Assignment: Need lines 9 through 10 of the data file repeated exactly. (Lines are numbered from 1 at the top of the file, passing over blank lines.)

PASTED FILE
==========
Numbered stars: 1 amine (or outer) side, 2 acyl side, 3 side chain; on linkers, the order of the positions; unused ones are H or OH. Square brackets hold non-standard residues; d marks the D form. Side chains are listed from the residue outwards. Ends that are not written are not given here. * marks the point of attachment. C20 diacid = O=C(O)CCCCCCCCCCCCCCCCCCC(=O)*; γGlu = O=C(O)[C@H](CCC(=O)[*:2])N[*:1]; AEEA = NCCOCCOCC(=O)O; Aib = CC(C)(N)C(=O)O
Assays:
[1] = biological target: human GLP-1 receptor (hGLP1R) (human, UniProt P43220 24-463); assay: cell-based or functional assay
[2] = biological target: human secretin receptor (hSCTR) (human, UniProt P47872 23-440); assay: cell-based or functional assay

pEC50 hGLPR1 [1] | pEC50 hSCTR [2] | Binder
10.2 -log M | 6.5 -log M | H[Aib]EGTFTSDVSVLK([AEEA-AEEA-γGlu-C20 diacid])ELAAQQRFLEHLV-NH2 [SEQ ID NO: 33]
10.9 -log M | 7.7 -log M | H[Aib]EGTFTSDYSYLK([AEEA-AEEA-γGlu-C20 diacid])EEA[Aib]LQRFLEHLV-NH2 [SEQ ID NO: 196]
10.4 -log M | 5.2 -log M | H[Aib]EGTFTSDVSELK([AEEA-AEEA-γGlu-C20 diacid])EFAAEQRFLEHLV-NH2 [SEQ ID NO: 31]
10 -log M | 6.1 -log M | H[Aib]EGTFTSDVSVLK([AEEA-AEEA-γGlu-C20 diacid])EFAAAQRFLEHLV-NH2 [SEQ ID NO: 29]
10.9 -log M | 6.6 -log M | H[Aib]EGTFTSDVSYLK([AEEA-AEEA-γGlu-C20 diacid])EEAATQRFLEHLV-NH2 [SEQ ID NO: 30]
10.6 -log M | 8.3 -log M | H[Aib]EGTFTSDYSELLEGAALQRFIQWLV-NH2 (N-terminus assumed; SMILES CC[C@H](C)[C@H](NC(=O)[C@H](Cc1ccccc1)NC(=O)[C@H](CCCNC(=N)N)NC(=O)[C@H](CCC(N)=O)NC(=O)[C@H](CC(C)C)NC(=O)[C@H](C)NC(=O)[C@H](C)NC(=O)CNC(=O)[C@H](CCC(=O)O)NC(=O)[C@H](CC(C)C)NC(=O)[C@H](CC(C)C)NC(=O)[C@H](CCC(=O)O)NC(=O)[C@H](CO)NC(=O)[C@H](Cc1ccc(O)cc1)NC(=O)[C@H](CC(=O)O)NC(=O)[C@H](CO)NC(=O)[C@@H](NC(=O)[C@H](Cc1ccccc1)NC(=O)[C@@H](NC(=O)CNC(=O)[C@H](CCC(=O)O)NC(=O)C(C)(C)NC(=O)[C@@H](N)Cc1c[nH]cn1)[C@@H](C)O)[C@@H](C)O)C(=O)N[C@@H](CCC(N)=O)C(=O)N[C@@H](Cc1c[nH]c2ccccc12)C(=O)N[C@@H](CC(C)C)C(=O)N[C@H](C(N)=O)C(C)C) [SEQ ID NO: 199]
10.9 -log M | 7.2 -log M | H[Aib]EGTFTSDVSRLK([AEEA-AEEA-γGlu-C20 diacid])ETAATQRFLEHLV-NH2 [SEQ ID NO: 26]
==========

10 -log M | 6.1 -log M | H[Aib]EGTFTSDVSVLK([AEEA-AEEA-γGlu-C20 diacid])EFAAAQRFLEHLV-NH2 [SEQ ID NO: 29]
10.9 -log M | 6.6 -log M | H[Aib]EGTFTSDVSYLK([AEEA-AEEA-γGlu-C20 diacid])EEAATQRFLEHLV-NH2 [SEQ ID NO: 30]